The Financial Industry Regulatory Authority (FINRA) recently announced a new proposed rule that would prohibit member firms and registered representatives from conditioning settlement on, or otherwise compensating customers for, an agreement not to oppose expungement requests. According to FINRA, the proposed rule will help preserve the integrity of the Central Registration Depository (CRD) system--the database containing, amongst other information, a firm/broker's compliance and disciplinary history. Much of the information reported on the CRD is publicly available through FINRA's BrokerCheck website.
The Financial Industry Regulatory Authority (FINRA) recently fined the independent broker-dealer Berthel Fisher & Co. Financial Services Inc. and one of its affiliates $775,000 for compliance failures. According to FINRA, Berthel Fisher failed to supervise the sale of alternative investments, including non-traded real estate investment trusts (REITs) and leveraged and inverse exchange-traded funds (ETFs).
The FBI recently indicted Michael Stewart of Phoenix, Arizona, and John Packard, of Long Beach, California, for allegedly operating a massive real estate ponzi scheme fraud through their companies, Pacific Property Assets (PPA) and Apartments America, LLC (AA). According to the SEC, which previously brought civil fraud charges against the alleged fraudsters, Stewart and Packard swindled investors out of more than $110 million by misrepresenting their companies' financial condition to prospective investors in the period leading up to and following the 2007 real estate collapse.
The FBI recently announced a 12-count federal indictment against Anthony Barreiro and Ernest Ray Parker, a/k/a Ray Parker Gaylord, two art dealers who reside in San Francisco and Dallas. The indictment alleges that Barreiro and Parker operated a Ponzi scheme fraud through several phony businesses, including ARTLoan Financial LLC, ARTLoan Financial Services Inc. and ARTLoan Financial Service LLC (collectively "ARTLoan"), and convinced investors to invest approximately $3.4 million in their scheme.
The FBI recently announced that it has arrested Luis Alonso Serna, a pastor based in the San Fernando valley area of Los Angeles, in connection with a federal indictment alleging he ran a Ponzi scheme which bilked upwards of 70 investors out of more than $4 million.
A new technology glitch is impacting Morgan Stanley Wealth Management's ability to re-balance its clients' brokerage accounts. According to an anonymous source at the firm, the glitch was so significant that the firm's wealth management division called a "crisis management" meeting late last week.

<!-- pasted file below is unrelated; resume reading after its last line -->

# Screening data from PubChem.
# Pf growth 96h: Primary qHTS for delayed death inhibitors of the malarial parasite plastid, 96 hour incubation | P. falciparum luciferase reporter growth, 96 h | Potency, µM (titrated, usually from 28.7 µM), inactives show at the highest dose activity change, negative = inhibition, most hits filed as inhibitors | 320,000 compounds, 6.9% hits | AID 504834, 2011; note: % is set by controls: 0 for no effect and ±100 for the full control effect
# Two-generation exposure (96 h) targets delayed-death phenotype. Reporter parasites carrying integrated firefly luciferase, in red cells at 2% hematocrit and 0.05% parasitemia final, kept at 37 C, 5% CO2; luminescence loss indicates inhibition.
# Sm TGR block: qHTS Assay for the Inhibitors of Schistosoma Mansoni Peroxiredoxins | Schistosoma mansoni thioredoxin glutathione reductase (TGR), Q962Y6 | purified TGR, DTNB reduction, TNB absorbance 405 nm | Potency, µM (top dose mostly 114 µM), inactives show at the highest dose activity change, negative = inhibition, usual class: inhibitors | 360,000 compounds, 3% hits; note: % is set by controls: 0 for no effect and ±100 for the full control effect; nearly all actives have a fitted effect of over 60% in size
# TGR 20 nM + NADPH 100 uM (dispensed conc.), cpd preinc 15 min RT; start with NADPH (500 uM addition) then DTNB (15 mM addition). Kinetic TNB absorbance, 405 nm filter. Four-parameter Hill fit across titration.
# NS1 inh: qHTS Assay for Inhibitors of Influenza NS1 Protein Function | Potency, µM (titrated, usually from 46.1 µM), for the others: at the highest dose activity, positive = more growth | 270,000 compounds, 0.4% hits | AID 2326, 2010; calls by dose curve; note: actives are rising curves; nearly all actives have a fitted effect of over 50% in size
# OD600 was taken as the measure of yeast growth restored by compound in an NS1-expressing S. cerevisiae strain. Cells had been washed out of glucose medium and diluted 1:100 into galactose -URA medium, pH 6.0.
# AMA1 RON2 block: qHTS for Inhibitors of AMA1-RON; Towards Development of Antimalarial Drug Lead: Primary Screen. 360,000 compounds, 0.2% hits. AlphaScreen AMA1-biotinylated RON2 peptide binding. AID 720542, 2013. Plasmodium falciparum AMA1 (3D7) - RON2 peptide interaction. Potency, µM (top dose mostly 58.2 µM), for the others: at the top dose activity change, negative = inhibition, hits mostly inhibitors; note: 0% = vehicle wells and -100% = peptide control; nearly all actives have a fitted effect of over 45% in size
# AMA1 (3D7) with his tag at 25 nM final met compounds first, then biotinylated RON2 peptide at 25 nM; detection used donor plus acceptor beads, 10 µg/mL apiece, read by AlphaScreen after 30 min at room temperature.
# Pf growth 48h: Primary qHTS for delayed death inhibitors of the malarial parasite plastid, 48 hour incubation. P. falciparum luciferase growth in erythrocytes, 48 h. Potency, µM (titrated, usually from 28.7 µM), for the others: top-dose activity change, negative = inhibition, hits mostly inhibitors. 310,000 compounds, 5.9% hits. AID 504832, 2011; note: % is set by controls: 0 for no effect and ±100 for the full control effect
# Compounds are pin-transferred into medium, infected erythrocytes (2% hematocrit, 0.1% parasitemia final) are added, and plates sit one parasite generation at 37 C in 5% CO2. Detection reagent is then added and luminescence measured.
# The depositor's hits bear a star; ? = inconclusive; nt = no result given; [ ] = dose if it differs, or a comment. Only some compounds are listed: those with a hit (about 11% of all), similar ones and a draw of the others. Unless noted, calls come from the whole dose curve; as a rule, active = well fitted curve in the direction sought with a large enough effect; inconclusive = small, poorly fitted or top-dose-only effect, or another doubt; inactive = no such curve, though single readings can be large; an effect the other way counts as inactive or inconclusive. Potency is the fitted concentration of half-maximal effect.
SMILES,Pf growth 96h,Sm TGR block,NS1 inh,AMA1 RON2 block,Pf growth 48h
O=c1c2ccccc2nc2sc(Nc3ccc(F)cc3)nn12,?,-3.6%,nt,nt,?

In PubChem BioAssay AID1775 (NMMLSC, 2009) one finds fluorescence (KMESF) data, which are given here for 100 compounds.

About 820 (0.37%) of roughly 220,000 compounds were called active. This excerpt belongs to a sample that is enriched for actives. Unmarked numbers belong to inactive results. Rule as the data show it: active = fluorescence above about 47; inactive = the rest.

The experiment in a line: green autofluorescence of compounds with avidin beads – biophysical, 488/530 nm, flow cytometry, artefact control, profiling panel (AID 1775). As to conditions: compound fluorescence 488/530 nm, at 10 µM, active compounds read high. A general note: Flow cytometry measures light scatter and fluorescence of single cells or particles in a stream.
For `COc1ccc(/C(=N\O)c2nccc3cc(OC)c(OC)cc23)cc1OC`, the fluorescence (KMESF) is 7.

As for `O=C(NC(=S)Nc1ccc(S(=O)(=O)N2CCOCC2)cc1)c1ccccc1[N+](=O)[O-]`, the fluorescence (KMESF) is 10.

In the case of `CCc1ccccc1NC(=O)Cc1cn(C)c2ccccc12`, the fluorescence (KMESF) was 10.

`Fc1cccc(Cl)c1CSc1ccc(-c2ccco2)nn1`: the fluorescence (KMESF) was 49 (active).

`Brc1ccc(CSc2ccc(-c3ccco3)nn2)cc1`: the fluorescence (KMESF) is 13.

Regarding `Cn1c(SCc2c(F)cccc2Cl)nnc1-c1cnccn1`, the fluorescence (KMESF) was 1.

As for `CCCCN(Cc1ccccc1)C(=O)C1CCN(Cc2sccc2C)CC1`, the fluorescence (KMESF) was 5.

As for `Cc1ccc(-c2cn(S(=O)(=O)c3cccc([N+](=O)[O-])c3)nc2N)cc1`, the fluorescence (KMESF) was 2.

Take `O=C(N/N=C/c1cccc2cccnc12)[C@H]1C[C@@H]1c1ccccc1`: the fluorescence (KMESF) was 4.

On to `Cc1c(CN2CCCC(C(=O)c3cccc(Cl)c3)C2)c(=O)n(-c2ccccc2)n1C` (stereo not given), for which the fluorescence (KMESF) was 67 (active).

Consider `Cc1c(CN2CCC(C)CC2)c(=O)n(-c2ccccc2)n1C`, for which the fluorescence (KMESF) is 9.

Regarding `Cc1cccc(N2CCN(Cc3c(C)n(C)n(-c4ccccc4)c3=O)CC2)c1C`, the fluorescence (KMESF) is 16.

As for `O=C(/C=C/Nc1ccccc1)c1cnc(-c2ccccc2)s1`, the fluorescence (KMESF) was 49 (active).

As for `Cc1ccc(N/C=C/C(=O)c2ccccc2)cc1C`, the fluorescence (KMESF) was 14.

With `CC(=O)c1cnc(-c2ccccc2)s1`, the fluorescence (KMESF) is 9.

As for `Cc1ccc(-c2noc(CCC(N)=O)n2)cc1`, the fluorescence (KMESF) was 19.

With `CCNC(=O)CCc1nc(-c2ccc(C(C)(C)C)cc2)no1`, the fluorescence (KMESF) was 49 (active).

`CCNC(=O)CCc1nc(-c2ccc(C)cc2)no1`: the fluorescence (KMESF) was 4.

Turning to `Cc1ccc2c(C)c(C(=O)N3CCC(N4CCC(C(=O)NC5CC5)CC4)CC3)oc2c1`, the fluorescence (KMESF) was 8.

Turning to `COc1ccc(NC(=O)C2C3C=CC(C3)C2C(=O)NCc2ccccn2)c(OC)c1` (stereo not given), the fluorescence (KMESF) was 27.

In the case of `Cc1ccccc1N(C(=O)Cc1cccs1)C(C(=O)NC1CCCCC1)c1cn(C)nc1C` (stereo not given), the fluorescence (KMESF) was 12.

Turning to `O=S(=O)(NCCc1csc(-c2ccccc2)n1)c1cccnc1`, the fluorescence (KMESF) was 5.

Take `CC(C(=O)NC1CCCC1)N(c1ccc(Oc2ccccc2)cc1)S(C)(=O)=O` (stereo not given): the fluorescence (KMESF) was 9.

In April 2012, Congress enacted the "Jumpstart Our Business Startups Act"-or JOBS Act-as part of the federal government's ongoing efforts to stimulate the economy. The Act was intended to spur small business growth by loosening decades-old rules prohibiting the solicitation and sale of private placement investments to the general public. Through the new "crowdfunding exemption" to the registration requirements of the Securities Act of 1933, Title III of the JOBS Act gives startup companies the go ahead to raise up to $1 million in investment capital per 12 month period from everyday (e.g., non-accredited) investors.
The virtual currency Bitcoin was the subject of a hearing held this week by the U.S. Senate Committee on Homeland Security and Governmental Affairs. The hearing focused on potential implications of the rise of virtual currencies, also known as digital currencies, in today's market. Appearing at the hearing to testify regarding the benefits, risks and potential regulation of virtual currencies were representatives of the Department of Justice, the Secret Service, the Department of the Treasury, and the Bitcoin Foundation, among others.
The Financial Industry Regulatory Authority ("FINRA") is making it easier than ever to research an investment professional's background. On November 12, 2013, FINRA announced its release of an enhanced version of BrokerCheck, the online tool that allows investors to check the background of registered brokers and brokerage firms. In its news release, FINRA described the improved BrokerCheck as more intuitive, user-friendly, and a quick source of information that "can help [investors] decide if an investment professional is right for them."
Hedge fund SAC Capital Advisors has agreed to pay $1.8 billion in fines and plead guilty to securities fraud charges, according to United States prosecutors. Manhattan federal Judge Laura Taylor Swain issued an order today setting a hearing for this Friday, where SAC Capital will plead guilty to every count on the insider-trading indictment issued by the U.S. Attorney's office in July. The indictment included allegations that SAC Capital principals, including Steven A. Cohen, ignored indications SAC Capital's employees engaged in widespread insider trading based on illegal tips for over ten years. Some of the insider trading included high-profile stocks such as Intel, Yahoo, Blackberry, and Elan. In addition to pleading guilty to securities fraud and wire fraud charges, SAC Capital agrees to shut down its investment advisory business. Earlier this year, the SEC fined SAC Capital $616 million for civil insider-trading charges. Prosecutors hope the massive fine will send a message to other Wall Street firms that this type of misconduct will not be tolerated.